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Horse rescue taking root in Manteca & Ripon

Bad economy puts equines in jeopardy

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Horse rescue taking root in Manteca & Ripon

Ripon resident John Airrington takes it slow in attempting to bond with an 8-year-old mustang at a Ripon ranch. The horse rescue operation from Lake Isabella is moving abandoned horses to the Ripon...

GLENN KAHL/The Bulletin/


POSTED February 24, 2009 4:25 a.m.
Emergency medical technician (EMT) John Airrington has turned his focus on abandoned horses – a result of the economic downturn – hoping to keep as many as possible away from the slaughter house.
Airrington, 23, is working nearly full time without pay as the interim director of the non-profit High Sierra Wild Horse Sanctuary and Gentling Center headquartered in Weldon near Lake Isabella in the Sierras an hour and a half drive east of Bakersfield.
The sanctuary reports an endless supply of horses coming to them to their facility. Many people reportedly can’t feed their horses because someone in the family has lost their job.
Tim McDaniel donates his services, too, as veterinary technician from Waterford checking the animals and giving vaccinations that do not require a fully licensed veterinarian. Cherie Mangelos has signed on to train the oftentimes wild horses to a level they can be adopted. She is going the extra mile in her off time from a Modesto dental office, donating her services without pay, he said.
He has horses in Ripon and another 10 horses are going to be put to pasture on a six acre site in Manteca. It is a move that will save the operation from shouldering costly hay for the horses waiting for someone to adopt them.
Airrington lauded Ripon’s new Tractor Supply Co. and its manager Rob Christopher who he said offered to hold horse and burro adoptions days at the facility on South Jack Tone Road.
The Ripon horse lover credited his mother as being the driving force behind his appreciation for all types of animals from his first hamster to a dog and eventually to his own horse. He has two at his mother’s ranch in Ripon – Sheyanne and Drummer, his mustang —while she has two more set out to pasture, Babe and Jet.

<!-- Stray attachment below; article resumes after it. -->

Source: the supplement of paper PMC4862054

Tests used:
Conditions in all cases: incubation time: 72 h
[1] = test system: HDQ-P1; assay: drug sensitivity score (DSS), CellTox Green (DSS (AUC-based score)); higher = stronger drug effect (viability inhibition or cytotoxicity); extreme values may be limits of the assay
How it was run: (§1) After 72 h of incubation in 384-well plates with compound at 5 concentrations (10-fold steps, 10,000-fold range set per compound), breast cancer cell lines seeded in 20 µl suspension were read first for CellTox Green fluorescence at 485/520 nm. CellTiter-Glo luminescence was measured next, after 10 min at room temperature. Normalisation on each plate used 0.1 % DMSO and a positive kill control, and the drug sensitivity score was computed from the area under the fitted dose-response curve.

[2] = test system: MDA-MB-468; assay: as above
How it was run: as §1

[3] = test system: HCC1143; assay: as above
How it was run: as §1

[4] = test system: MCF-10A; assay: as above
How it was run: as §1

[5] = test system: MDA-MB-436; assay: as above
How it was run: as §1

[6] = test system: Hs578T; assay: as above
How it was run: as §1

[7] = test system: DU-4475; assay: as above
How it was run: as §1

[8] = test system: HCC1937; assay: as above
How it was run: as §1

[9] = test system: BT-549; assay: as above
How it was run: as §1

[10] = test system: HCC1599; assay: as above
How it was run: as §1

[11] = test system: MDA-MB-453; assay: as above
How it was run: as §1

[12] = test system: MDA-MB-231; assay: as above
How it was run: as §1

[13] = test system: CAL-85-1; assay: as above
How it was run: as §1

It wasn’t all good memories for Airrington who was bit in the face by his boyhood pet, Lassie. He said his dog attacked him when he gave her a hug that resulted in 96 stitches in his face. No one could understand what triggered the aggression. The family later discovered the dog had a malignant tumor that was putting pressure on the brain. He said he wasn’t able to smile for years.
“A year later we were driving in Stockton and we went to the animal control office. I saw a dog being led down the hall to be put down – that was my new dog,” he said. She was his dog right then and there – a Queensland he named “Melon Head.”
Airrington was just eight years old when he asked his mother to give him riding lessons – the beginning of a love story that would eventually carry forward to a mission, a passion, in saving wild and abandoned horses.

1,000 times better than from a breeder
“The cool thing about rescue is that when you get them home you build a relationship and bond with them. They are 1,000 times better than buying one from a breeder. They are appreciative, and you can tell,” Airrington said.
As a high school freshman, he was talked into attending Durham Ferry School by his teacher Kristen Fountes where the school came complete with a horse program. He said he loved it and it changed his appreciation of high school, and increased his love for horses.
The High Sierra Wild Horse Sanctuary and Gentling Center is not only a rescue operation but it also deals in training of the horses it takes under its care. Founders Joe and Nadia Lane have expanded their life saving operation into San Joaquin County where they hope residents will be more open to adopting the animals they say are in the best of condition.
The couple work full-time jobs in addition to supporting the needs of the homeless horses they have opted to support. The cost of hay alone during the last two months was $6,100, Nadia Lane said.
Many of their horses are mustangs that had been adopted earlier out of the Bureau of Land Management and many being later abandoned by their new owners. Others were given up because the owners could no longer afford the feed cost, Lane said.
The sanctuary has 57 horses, eight burrows and two mules in its care. The cost of adopting the horses, burros and mules runs between $250 and $1,500 each depending on the amount of training they have received from the High Sierra Wild Horse Sanctuary.
Anyone wishing to help support the effort to save the horses may send their checks to the High Sierra non-profit organization at P.O. Box 941, Weldon, CA, 93283. Airrington may be reached at 992-7236.
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